Growth Trends for Related Jobs
Geologists study the history of Earth, its structure and the changes it has undergone since its formation. This type of geoscientist strives to explain a range of phenomena, such as the appearance of landscapes, formation of rocks and occurrence of earthquakes and volcanoes. Geologists can also forecast changes the Earth might undergo in the future. To enter and succeed in this profession, you need a degree in geology and superb research and analytical skills.
Undertake the Education
The first step to becoming a geologist is to earn a Bachelor of Science degree with concentrations in geology. It is also possible to get started with a degree in environmental science or a closely related field. Specialty fields are available within the field of geology that you can break into with a master’s degree. For example, to become a mineralogist and focus on the composition of minerals, you need a master’s degree in mineralogy. Other specialty fields include stratigraphy, arctic geology and petroleum geology.
Develop Professional Skills
Geologists spend much of their time conducting field and laboratory research. This means you must be willing and able to work in inclement weather conditions and also have the strength and stamina to handle the physical demands of the job, such as splitting rocks with a geological hammer. In the laboratory, you will use microscopes to study samples of rocks and other materials. This requires observation skills and attention to detail to identify all the features. Analytical, teamwork, computer and problem-solving skills are important as well.
Gain Experience and Obtain a License
Several states offer licenses or certificates in geology to qualified applicants. Although licensing requirements vary by state, you typically need to hold a degree in geological sciences and some relevant work experience, and pass an examination. After graduating, you should work under a licensed geologist to gain the required experience. The American Geological Society also offers membership opportunities, which you can use to demonstrate your professionalism to potential employers.
Find a Job
Numerous companies and organizations hire geologists. These include the U.S. Geological Survey and other geology agencies at the state level as well as engineering firms, oil, gas and mining companies and environmental consulting firms. With a Ph.D. in geology, you can be hired as a professor at colleges and universities and independent research centers. According to the U.S. Bureau of Labor Statistics, employment of all geoscientists, including geologists, will grow by 16 percent from 2012 to 2022, which is faster than the 11 percent average for all jobs.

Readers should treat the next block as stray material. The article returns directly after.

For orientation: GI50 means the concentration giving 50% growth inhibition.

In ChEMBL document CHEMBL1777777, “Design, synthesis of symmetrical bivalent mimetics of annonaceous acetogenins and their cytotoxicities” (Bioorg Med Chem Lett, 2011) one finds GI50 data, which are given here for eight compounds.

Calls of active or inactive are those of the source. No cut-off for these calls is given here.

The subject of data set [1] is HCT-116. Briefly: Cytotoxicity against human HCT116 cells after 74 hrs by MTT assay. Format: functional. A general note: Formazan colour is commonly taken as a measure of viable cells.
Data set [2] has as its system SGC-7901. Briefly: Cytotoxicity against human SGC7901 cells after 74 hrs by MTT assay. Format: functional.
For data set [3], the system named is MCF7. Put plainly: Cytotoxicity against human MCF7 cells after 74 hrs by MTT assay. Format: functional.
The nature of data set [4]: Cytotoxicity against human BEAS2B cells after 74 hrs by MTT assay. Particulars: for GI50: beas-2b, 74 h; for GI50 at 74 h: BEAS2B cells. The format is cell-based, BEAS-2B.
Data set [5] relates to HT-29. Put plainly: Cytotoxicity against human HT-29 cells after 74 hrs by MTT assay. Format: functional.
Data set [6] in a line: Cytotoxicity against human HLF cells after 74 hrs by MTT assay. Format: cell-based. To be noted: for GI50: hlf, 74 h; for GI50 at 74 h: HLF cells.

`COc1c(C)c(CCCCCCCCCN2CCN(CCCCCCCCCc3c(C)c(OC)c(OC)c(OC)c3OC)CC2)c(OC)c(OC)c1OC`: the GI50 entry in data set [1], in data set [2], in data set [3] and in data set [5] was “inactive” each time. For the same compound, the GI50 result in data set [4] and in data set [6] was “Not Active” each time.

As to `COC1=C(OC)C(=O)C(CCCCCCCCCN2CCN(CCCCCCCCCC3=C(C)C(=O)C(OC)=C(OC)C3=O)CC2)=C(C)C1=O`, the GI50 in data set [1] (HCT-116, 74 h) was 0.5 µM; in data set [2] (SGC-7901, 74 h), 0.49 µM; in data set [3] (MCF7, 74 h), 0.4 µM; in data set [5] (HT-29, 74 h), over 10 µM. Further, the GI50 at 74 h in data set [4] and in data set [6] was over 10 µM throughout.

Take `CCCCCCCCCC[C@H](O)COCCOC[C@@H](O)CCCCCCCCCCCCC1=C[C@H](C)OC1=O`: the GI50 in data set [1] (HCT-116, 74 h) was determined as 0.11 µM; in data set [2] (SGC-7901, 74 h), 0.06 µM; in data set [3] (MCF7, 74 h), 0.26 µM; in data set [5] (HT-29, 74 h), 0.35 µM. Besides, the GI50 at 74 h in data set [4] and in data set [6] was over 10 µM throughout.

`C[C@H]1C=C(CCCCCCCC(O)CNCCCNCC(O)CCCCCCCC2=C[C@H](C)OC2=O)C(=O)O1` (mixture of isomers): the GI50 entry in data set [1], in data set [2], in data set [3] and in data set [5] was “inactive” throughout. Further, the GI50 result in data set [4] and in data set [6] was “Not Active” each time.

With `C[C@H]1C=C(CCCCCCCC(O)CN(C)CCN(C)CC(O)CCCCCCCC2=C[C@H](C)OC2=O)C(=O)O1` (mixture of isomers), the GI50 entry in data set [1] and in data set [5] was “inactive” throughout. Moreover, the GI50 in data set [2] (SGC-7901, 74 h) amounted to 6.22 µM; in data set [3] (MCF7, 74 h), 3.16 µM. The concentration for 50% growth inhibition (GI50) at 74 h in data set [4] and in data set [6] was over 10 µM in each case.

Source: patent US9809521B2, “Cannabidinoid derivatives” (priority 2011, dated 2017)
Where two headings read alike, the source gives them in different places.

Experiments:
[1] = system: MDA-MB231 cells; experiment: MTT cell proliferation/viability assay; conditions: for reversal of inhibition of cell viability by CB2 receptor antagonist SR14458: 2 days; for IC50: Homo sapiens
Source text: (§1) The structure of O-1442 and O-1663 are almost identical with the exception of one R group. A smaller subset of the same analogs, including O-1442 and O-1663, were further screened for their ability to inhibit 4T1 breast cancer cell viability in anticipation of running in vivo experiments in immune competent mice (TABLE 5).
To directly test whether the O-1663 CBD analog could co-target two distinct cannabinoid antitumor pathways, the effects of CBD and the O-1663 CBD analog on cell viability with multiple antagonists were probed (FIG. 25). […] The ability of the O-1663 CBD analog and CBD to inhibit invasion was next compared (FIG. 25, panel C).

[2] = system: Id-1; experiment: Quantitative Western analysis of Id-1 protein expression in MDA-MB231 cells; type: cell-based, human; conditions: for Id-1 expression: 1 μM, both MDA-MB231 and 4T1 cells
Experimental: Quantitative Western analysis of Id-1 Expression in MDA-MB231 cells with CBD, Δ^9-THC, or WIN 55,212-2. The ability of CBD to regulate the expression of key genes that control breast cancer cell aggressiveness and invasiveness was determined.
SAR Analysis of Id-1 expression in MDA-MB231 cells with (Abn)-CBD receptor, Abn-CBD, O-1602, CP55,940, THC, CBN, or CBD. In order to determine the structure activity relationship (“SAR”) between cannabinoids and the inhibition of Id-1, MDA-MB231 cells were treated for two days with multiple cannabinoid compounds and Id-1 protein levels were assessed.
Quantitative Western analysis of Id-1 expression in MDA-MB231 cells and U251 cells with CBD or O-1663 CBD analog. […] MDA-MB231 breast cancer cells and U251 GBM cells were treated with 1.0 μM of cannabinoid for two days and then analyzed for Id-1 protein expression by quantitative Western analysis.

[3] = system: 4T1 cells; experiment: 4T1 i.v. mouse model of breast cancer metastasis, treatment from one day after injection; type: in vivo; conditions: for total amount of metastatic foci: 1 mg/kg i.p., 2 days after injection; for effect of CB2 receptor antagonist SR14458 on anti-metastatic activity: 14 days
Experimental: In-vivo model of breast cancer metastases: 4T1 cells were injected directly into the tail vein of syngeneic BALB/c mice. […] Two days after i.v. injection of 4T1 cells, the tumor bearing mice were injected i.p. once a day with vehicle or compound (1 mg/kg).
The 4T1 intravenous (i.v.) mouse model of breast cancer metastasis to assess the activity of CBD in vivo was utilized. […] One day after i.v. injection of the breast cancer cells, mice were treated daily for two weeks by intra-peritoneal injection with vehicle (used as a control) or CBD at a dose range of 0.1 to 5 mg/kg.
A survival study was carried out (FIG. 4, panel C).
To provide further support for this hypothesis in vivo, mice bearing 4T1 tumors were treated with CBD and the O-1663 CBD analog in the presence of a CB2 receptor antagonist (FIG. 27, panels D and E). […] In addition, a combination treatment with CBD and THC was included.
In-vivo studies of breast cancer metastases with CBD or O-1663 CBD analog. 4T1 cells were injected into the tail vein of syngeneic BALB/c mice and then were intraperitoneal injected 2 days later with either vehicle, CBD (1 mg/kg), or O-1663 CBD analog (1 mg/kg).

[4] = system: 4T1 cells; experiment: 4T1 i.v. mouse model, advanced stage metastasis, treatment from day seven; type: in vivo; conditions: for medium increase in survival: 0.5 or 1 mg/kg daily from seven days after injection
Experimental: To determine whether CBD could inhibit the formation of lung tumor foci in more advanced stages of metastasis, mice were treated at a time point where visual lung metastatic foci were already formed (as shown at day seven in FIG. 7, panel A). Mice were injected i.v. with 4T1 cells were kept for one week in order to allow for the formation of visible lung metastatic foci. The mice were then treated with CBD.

2016 Salary Information for Geoscientists
Geoscientists earned a median annual salary of $89,780 in 2016, according to the U.S. Bureau of Labor Statistics. On the low end, geoscientists earned a 25th percentile salary of $62,830, meaning 75 percent earned more than this amount. The 75th percentile salary is $127,620, meaning 25 percent earn more. In 2016, 32,000 people were employed in the U.S. as geoscientists.
- U.S. Bureau of Labor Statistics: What is Geology? - What Does a Geologist Do?
- Norwegian University of Science and Technology: Geology
- CareerPlanner.com: Geologist
- American Institute of Professional Geologists: Licensure / Certification Boards for Geologists
- Geological Society of America
- U.S. Bureau of Labor Statistics: Occupational Outlook Handbook: Geoscientists
- Career Trend: Geoscientists
Based in New York City, Alison Green has been writing professionally on career topics for more than a decade. Her work has appeared in “U.S. News Weekly” magazine, “The Career” magazine and “Human Resources Journal.” Green holds a master's degree in finance from New York University.
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